How Can Technology Reduce Workplace Injuries?

It is estimated that work injuries cost employers in the United States approximately six billion dollars each year. This is a massive burden to bear for employers. One solution is to introduce new technology in the workplace to reduce injuries at work. This may cause employers to have upfront costs to implement the technology, but it could save lives and money in the long run.

Can Wearable Devices Prevent Accidents?

Wearable devices include wrist monitors and panic buttons that can be worn by employees. In the midst of the Coronavirus (COVID-19) pandemic, more workers are working alone, and they may not have co-workers immediately present. Wearable devices can inform managers about heart rate, fatigue, and other information that can show emergencies.

If a worker is wearing a panic button on the wrist or on their clothing or body, they can easily call for help if they are trapped after an accident. If help responds soon after a workplace accident, injuries can be mitigated. If the device can demonstrate to others that the employee is not feeling well or is extremely fatigued, other workers can assist before an accident occurs.

How Can Robotics and Drones be Used at Work?

Drones can monitor the safety of the job site where employees are working. If a person has a birds-eye view of the work site, it can reveal where new safety procedures or equipment should be implemented.

Robots can also provide extra safety if they are able to do dangerous activities.  Even if a worker must control the robot, it can still alleviate some element of danger. It is estimated that artificial intelligence will add about 15 trillion dollars to the American economy by 2030.

How Can Employers Create Ergonomic Workstations?

If employers concentrated on establishing ergonomic workstations, it could save money in the future since there would be less injuries related to repetitive injuries among workers. Creating ergonomic workspaces can increase productivity while improving worker satisfaction by providing more comfortable, healthy work environments.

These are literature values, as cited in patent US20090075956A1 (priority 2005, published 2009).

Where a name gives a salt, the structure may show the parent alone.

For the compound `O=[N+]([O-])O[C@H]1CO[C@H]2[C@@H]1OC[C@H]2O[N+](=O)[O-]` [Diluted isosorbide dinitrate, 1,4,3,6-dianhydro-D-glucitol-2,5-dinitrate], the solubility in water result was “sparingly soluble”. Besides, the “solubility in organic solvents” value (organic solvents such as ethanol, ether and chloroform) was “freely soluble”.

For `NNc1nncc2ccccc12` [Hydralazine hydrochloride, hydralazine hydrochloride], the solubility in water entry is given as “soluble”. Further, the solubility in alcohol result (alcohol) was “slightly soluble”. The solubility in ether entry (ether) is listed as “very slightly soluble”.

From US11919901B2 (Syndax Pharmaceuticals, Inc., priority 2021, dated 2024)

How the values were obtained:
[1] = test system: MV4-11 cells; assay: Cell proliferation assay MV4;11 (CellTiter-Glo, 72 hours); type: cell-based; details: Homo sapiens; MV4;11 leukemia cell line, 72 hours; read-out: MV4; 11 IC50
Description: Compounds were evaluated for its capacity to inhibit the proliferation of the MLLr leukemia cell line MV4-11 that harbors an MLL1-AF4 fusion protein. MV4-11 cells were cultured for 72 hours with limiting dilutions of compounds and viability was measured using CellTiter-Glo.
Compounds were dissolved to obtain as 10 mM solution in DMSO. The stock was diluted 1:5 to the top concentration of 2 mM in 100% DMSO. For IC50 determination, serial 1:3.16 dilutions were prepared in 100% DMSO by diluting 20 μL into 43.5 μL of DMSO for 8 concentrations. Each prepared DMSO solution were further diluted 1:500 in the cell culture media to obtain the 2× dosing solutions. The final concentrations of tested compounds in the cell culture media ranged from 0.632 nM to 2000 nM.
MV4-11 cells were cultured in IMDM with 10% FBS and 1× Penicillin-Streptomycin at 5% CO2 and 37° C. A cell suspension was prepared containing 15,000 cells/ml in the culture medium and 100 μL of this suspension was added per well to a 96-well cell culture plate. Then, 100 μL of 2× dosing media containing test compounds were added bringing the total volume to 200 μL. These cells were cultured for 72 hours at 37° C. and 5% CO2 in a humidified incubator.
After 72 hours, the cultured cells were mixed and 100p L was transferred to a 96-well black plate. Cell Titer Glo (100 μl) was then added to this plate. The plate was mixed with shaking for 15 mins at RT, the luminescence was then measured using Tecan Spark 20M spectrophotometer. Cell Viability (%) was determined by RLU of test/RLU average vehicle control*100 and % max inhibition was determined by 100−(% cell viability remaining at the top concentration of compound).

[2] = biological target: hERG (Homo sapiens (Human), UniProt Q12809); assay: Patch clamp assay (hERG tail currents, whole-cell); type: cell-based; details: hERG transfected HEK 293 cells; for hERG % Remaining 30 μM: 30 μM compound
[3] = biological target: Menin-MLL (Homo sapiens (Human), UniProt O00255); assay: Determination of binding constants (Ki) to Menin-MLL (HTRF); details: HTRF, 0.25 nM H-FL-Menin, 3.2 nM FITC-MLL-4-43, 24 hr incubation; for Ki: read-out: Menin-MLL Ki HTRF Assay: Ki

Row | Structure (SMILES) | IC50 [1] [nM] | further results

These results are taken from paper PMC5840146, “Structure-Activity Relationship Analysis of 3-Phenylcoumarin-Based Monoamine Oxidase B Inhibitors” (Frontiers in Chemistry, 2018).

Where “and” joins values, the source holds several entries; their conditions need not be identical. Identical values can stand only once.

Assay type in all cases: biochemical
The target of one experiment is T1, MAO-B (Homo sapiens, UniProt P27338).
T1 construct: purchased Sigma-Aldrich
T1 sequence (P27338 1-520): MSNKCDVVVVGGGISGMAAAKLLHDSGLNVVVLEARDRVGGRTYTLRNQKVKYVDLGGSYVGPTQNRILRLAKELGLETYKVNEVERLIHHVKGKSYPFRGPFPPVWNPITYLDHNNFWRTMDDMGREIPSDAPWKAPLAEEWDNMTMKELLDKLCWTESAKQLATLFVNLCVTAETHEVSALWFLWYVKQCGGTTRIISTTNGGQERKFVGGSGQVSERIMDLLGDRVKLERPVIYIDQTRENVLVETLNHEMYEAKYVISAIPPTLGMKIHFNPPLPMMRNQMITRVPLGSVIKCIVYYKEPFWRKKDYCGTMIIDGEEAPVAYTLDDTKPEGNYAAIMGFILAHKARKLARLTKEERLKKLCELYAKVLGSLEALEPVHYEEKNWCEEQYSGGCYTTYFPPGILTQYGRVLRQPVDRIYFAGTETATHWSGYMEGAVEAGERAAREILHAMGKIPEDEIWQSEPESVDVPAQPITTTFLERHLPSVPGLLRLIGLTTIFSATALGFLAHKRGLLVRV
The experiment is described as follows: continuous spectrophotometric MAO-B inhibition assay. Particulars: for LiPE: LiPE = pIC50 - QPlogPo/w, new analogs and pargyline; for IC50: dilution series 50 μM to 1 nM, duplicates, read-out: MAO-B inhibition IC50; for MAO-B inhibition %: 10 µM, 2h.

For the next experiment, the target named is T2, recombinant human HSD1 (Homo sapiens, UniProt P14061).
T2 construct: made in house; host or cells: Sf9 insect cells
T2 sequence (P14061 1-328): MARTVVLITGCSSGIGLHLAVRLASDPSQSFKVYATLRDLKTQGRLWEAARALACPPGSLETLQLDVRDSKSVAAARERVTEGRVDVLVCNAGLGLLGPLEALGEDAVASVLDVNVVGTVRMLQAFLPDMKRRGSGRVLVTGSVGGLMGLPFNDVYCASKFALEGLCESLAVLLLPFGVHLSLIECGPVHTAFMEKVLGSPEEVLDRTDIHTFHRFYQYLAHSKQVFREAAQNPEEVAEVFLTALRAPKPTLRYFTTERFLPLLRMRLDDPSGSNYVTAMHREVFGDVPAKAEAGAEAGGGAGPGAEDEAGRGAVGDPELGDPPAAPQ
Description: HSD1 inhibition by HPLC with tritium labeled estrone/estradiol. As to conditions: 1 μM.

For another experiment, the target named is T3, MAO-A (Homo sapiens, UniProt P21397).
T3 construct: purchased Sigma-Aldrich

Chairs and keyboards promote better posture, and standing desks also provide ergonomic workspaces. Ensuring that the employee’s workplace is constructed around the worker’s height and body shape will help reduce any chronic injuries or inflammation if the employee must use heavy machinery.

What Should I Do After I am Injured at Work?

Technology can lessen work accidents, and it should be incorporated in many industries; however, employees can still get hurt. If an employee is injured at work, they are entitled to workers’ compensation benefits. It must be proven that the worker suffered injuries while performing work tasks, so it is important to collect evidence that proves this. With the help of a lawyer, an injured employee will be able to receive benefits for recovery.

Downingtown Workers’ Compensation Lawyers at Wusinich & Sweeney, LLC Assist Clients Who Were Hurt at Work

If you were injured at work, speak to one of our Downingtown workers’ compensation lawyers at Wusinich & Sweeney, LLC. Our lawyers help hurt workers get compensation so that they can recover. For a free consultation, complete our online form or call us at 610-594-1600. Located in Exton, Pennsylvania, we proudly serve clients throughout Downingtown, West Chester, Exton, Coatesville, Phoenixville, Malvern, Lyndell, Wagontown, Uwchlan Township, Parkesburg, Chester Springs, Lancaster County, Reading, and Morgantown.

A Message to Our Customers About Coronavirus COVID-19:


Since Governor Wolf’s Order changing Chester County to green status, Wusinich & Sweeney, LLC is open for business. We are making every endeavor to keep our clients safe. If you would like to interact mainly by remote means, we can facilitate your request. Also, we have modified our office pursuant to the below COVID-19 safety plan to keep our clients as safe as possible.



  1. Check all people’s temperatures upon entrance. Deny entrance to anyone with a fever. Inform visitors that we regret that the law requires us to deny entry to people with fevers or other symptoms, and the firm will schedule a telephone or video visit promptly.
  2. Any persons with symptoms (fever, coughing) should stay home.
  3. Stagger work/meeting times to minimize number of persons in the office at once.
  4. All employees and visitors must wear masks except when office is empty or when sitting at own desk.
  5. Make soap and water and hand sanitizer available for all.
  6. All employees and visitors must maintain social distancing while in building.
  7. Use plastic sneeze guards at front desk and in conference room.
    1. Close off areas visited by infected person.
    2. Open outside doors and windows and use fans, if possible, to circulate air.
    3. Wait 24 hours or as long as practical and then clean and sanitize all affected areas.
    4. Identify people who were in close contact (within six feet for more than ten minutes) and follow CDC guidelines.